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Lecavalier to have No. 4 retired by Lightning

Former captain will be honored in pregame ceremony at Amalie Arena on Feb. 10

NHL.com @NHL

Former NHL center Vincent Lecavalier will have his No. 4 retired by the Tampa Bay Lightning before the game against the Los Angeles Kings at Amalie Arena on Feb. 10.

"I've been here a long time," Lecavalier said. "Every time I come into the building and my kids come in here. It's not just for myself looking up, it's for my kids to say wow, this is No. 4, this is my dad's number and they can be proud of that. For me that's even more important."

Lecavalier, selected by Tampa Bay with the No. 1 pick in the 1998 NHL Draft, had 949 points (421 goals, 528 assists) in 1,212 games with the Lightning, Philadelphia Flyers and Kings. The four-time All-Star won the Stanley Cup in 2004 and the Maurice Richard Trophy as the League's top goal-scorer with 52 in 2006-07, when he set a Lightning record with 108 points. Lecavalier's 383 goals are also a Tampa Bay record. 

Lecavalier made an impact off the ice, too. He was honored by the League for his community service in 2008 by winning the King Clancy Memorial Trophy and the NHL Foundation Player Award in recognition of his commitment and service to charities in the Tampa Bay community. He announced a $3 million donation to build The Vincent Lecavalier Pediatric Cancer and Blood Disorder Center at All Children's Hospital in St. Petersburg, Florida, in October 2007. The center opened in 2009 and is one of the largest pediatric cancer centers in the state.

"Vinny was just ... his size and his ability to leverage his strength on the ice, I just remember him as a major factor," Lightning owner Jeff Vinik said. "Because when I came in, I think I equally remember Vinny as just a great force in the community. Just an all-around good guy who would do whatever it takes for this Tampa Bay community. He loved it here and that's why it's not a surprise, but it's still great to have him living here."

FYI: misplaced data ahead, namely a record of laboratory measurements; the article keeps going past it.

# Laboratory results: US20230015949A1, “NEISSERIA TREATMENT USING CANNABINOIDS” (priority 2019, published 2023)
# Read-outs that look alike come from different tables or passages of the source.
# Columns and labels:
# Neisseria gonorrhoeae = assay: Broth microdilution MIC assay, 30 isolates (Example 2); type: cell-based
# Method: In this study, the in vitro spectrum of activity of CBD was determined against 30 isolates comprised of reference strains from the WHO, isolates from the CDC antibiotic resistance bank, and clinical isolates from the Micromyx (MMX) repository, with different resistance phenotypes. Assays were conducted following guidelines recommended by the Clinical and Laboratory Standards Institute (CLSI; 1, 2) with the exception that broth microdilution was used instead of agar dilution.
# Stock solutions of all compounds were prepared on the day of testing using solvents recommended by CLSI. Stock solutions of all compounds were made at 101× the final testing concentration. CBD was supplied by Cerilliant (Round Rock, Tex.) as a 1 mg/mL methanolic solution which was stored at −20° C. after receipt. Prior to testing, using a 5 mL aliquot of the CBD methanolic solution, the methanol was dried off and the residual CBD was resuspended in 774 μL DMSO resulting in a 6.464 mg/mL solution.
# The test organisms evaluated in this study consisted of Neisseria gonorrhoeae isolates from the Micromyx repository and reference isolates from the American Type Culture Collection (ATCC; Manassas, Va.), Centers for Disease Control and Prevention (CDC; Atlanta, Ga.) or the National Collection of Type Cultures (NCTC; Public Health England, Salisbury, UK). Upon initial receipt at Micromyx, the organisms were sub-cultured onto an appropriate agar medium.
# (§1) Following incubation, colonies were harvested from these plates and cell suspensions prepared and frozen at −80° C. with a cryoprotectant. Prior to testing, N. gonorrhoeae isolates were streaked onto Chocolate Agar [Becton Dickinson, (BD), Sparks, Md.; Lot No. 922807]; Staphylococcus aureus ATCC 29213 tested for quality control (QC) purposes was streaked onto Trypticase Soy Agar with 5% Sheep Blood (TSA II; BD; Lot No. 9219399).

Lecavalier, 37, retired on June 21, 2016. He is the second player to have his jersey retired by the Lightning, joining forward Martin St. Louis (No. 26).

"It's a great honor to be here," Lecavalier said. "I mean being here for Marty's retirement last year, it brought tears to my eyes watching his jersey go up. And to get that phone call from Mr. Vinik and to have the chance to be in the same situation, right beside Marty, it's such a great honor. Thank you to the Tampa Bay Lightning and the fans that supported me. 

"I got here in 1998 and hockey was ... I don't want to say it was big, it was starting and I feel like this team, this franchise has gone up every single year and now it's one of the best if not the best franchise in North America. It's such a great honor for myself and my family. I'm sure my parents will be here and to have your kids with you, it's going to be a great night and I feel very fortunate to be in this situation."

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